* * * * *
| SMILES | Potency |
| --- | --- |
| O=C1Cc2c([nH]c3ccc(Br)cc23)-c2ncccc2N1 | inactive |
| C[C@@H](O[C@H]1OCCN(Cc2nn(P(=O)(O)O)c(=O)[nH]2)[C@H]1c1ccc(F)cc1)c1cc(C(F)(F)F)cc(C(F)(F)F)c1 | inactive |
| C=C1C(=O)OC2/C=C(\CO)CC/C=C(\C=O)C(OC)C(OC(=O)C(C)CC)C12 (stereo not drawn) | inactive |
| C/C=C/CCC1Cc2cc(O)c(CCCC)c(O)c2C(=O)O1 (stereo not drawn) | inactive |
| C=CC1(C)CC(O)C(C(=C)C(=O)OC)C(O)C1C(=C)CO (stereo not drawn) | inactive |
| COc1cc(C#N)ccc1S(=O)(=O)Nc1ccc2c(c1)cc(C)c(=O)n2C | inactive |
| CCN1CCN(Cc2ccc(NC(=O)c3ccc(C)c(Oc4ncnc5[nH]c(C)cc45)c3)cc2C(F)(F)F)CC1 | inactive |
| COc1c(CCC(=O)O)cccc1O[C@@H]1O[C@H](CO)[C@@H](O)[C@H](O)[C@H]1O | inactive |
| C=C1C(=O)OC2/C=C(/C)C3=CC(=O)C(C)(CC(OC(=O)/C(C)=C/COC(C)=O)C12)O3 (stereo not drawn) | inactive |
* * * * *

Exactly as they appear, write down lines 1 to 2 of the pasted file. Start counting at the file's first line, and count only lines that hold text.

| SMILES | Potency |
| --- | --- |